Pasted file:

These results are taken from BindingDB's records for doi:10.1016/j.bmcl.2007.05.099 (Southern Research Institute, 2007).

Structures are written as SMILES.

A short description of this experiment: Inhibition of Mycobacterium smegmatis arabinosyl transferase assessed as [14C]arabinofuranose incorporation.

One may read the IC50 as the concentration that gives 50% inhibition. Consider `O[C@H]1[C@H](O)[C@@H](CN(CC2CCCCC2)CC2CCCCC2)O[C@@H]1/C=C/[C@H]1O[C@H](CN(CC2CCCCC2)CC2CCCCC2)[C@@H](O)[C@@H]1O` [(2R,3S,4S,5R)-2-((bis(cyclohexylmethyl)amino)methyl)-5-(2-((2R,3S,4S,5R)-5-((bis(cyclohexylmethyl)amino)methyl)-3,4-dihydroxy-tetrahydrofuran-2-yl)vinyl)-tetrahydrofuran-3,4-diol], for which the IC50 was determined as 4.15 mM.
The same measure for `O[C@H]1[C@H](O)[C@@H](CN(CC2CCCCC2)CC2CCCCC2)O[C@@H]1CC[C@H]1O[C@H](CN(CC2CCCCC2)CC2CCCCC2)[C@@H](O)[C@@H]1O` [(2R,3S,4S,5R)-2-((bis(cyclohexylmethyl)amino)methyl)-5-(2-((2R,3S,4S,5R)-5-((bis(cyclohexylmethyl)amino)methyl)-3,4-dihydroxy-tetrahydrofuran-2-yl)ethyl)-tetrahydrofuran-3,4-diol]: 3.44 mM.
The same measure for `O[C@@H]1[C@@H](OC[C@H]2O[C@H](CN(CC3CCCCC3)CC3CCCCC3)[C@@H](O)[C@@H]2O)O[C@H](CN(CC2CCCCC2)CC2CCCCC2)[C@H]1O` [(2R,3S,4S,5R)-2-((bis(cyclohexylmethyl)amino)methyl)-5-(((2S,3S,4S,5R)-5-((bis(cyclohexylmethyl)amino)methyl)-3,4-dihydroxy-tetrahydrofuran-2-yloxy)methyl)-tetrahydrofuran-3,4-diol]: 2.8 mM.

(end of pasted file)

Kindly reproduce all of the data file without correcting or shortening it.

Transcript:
These results are taken from BindingDB's records for doi:10.1016/j.bmcl.2007.05.099 (Southern Research Institute, 2007).

Structures are written as SMILES.

A short description of this experiment: Inhibition of Mycobacterium smegmatis arabinosyl transferase assessed as [14C]arabinofuranose incorporation.

One may read the IC50 as the concentration that gives 50% inhibition. Consider `O[C@H]1[C@H](O)[C@@H](CN(CC2CCCCC2)CC2CCCCC2)O[C@@H]1/C=C/[C@H]1O[C@H](CN(CC2CCCCC2)CC2CCCCC2)[C@@H](O)[C@@H]1O` [(2R,3S,4S,5R)-2-((bis(cyclohexylmethyl)amino)methyl)-5-(2-((2R,3S,4S,5R)-5-((bis(cyclohexylmethyl)amino)methyl)-3,4-dihydroxy-tetrahydrofuran-2-yl)vinyl)-tetrahydrofuran-3,4-diol], for which the IC50 was determined as 4.15 mM.
The same measure for `O[C@H]1[C@H](O)[C@@H](CN(CC2CCCCC2)CC2CCCCC2)O[C@@H]1CC[C@H]1O[C@H](CN(CC2CCCCC2)CC2CCCCC2)[C@@H](O)[C@@H]1O` [(2R,3S,4S,5R)-2-((bis(cyclohexylmethyl)amino)methyl)-5-(2-((2R,3S,4S,5R)-5-((bis(cyclohexylmethyl)amino)methyl)-3,4-dihydroxy-tetrahydrofuran-2-yl)ethyl)-tetrahydrofuran-3,4-diol]: 3.44 mM.
The same measure for `O[C@@H]1[C@@H](OC[C@H]2O[C@H](CN(CC3CCCCC3)CC3CCCCC3)[C@@H](O)[C@@H]2O)O[C@H](CN(CC2CCCCC2)CC2CCCCC2)[C@H]1O` [(2R,3S,4S,5R)-2-((bis(cyclohexylmethyl)amino)methyl)-5-(((2S,3S,4S,5R)-5-((bis(cyclohexylmethyl)amino)methyl)-3,4-dihydroxy-tetrahydrofuran-2-yloxy)methyl)-tetrahydrofuran-3,4-diol]: 2.8 mM.